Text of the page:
THE 100 YEARS BETWEEN 1950 and 2050 have been dubbed as the “Century of the City”, and according to Mrs Anna Tibaijuka, executive director of UN-Habitat, “will be remembered for the greatest social, cultural, economic and environmental transformation in history – the urbanisation of humanity”.
Africa, the world’s most rapidly urbanising continent, will be half-urban by 2050, and its urban population of 1.2 billion will represent nearly a quarter of the world’s. But how will African cities be faring?
According to a new UN report to be launched this week, the forecast for African cities is not only grim, but downright depressing.
While cities in North Africa are performing relatively well on a number of development indicators, sub-Saharan Africa is experiencing rising disparities and increasing levels of urban poverty.
‘‘The State of the World’s Cities 2008/9’’ notes that sub-Saharan Africa has the highest levels of urban poverty in the world, with some countries experiencing poverty levels of more than 50 per cent. This poverty often manifests itself in slums.
In 2005, six out of every 10 urban residents in the region were slum-dwellers – nearly double the proportion for the rest of the developing world, and four times that of Northern Africa, which has the lowest slum prevalence in the world (largely due to investments in public goods and infrastructure and political commitment to slum prevention).
The huge difference between Northern African and sub-Saharan African cities is also evident in the patterns of income distribution, with the former enjoying relatively low levels of inequality and the latter exhibiting among the highest levels in the world.
South Africa’s cities have the highest levels of inequality in the world, a fact attributed to past apartheid policies that led to structural and systemic failures in income distribution that have yet to be completely dismantled in the post-apartheid era.
Other African countries that exhibit high levels urban inequality include Namibia, Botswana and Kenya.
Another trend observed in African cities is that of urban primacy – disproportionately high concentrations of people and investments in the largest city, usually the capital.
This often means that public services and infrastructure are concentrated in one large city, with smaller secondary cities having less access to public resources.
This can lead to regional disparities and uneven urban development within countries.
Although there is a correlation between economic prosperity and urbanisation, in Africa, urbanisation is often a result of negative forces, such as conflict, which often leads to an influx of migrants from war-ravaged regions, which exacerbate both poverty levels and slum prevalence in cities.
LUANDA, KHARTOUM, AND Kinshasa have experienced high urban growth due to protracted civil strife in rural areas.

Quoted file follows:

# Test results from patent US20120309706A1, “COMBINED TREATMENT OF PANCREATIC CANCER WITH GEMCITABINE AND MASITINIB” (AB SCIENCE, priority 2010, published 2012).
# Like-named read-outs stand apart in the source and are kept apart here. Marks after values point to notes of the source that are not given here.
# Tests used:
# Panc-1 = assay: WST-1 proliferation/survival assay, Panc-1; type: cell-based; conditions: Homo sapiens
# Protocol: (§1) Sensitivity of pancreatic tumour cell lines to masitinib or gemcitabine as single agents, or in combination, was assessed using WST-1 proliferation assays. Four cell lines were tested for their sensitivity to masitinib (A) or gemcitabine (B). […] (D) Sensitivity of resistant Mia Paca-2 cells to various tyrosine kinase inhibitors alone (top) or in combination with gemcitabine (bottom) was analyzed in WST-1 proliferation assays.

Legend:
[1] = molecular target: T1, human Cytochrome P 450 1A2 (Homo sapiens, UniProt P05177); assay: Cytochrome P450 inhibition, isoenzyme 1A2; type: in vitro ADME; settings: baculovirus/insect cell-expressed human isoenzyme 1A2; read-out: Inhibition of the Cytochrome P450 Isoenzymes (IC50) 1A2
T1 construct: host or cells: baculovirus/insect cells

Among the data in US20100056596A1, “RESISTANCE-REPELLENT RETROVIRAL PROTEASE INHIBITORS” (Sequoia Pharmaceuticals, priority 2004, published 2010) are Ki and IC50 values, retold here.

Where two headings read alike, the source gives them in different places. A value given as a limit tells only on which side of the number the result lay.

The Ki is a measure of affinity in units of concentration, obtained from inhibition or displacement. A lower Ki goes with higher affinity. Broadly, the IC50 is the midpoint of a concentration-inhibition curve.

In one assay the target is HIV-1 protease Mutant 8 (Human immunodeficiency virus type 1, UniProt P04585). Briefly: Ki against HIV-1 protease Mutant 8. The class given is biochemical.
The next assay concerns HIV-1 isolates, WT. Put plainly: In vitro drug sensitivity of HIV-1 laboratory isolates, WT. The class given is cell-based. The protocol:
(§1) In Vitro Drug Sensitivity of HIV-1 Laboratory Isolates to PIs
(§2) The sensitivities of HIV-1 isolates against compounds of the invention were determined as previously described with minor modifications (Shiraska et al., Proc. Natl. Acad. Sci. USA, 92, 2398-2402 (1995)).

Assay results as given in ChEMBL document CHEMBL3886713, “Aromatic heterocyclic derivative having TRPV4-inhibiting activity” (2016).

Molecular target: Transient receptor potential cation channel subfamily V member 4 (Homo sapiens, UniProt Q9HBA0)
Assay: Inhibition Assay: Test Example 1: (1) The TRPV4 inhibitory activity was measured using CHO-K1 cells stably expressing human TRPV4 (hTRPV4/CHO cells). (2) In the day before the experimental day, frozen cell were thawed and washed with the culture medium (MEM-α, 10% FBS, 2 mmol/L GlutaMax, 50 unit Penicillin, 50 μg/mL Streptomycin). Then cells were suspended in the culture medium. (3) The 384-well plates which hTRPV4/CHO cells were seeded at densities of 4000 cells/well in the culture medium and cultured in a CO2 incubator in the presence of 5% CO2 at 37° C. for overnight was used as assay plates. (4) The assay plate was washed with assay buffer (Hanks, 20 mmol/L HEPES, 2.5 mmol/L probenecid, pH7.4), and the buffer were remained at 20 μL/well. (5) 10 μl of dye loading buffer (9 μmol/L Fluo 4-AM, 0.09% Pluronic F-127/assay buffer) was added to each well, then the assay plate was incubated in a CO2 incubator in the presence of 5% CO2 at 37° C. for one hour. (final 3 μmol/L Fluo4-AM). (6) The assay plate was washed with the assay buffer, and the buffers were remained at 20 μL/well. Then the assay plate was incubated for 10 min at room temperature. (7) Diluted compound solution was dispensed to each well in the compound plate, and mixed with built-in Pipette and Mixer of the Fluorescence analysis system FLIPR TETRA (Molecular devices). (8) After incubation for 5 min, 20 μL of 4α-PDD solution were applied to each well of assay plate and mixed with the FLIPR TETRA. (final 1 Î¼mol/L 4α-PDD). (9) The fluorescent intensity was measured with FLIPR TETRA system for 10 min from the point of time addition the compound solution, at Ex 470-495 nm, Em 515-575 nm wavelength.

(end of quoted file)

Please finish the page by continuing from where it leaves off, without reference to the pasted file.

However, not all the news about African cities is bad. Rising urbanisation levels on the continent could lead to better health and education indicators, and produce the kind of prosperity experienced in Asia’s emerging economies.
High economic growth rates recorded in recent years could also lead to higher incomes and reduced poverty levels in the long term.
The trick is to ensure that the benefits of economic growth benefit larger groups of people and do not remain concentrated.
Rwanda is among those African countries that are trying to ensure that urbanisation and modernisation benefit larger proportions of a nation’s people.
North African countries, such as Tunisia, are well on their way to becoming slum-free. South Africa is responding to its exceptionally high levels of inequality by making public goods, such as water and other basic services, more accessible to lower-income groups.
In the short-term, however, African cities can expect to suffer from rising inequalities and slum growth – phenomena that are likely to become worse as a result of the current global financial crisis.
Overcoming the crisis will involve not just sound economic management, but the implementation of more aggressive pro-poor policies, which should include human resources development and investment in infrastructure.
However, one asset that African cities seem to have in abundance is social capital – the networks that bind communities together.
The State of the World’s Cities 2008/9 shows that urban residents in the developing world, particularly in Africa, rely on a variety of social networks to survive, and this form of capital is critical when it comes to finding jobs or housing.
Unfortunately, urbanisation models adopted by many African countries threaten to break these ties that engender trust within communities.
Many African cities, including Nairobi, are becoming increasingly segregated, with gated communities living behind fortified estates, and festering slums concentrated in areas that lack the most basic of services.
This trend is likely to make the prospect of sustainable urbanisation on the continent even harder to achieve.
Ms Warah is the editor of the ‘‘State of the World’s Cities Report 2008/9: Harmonious Cities.’’ The views expressed here do not necessarily reflect those of the United Nations.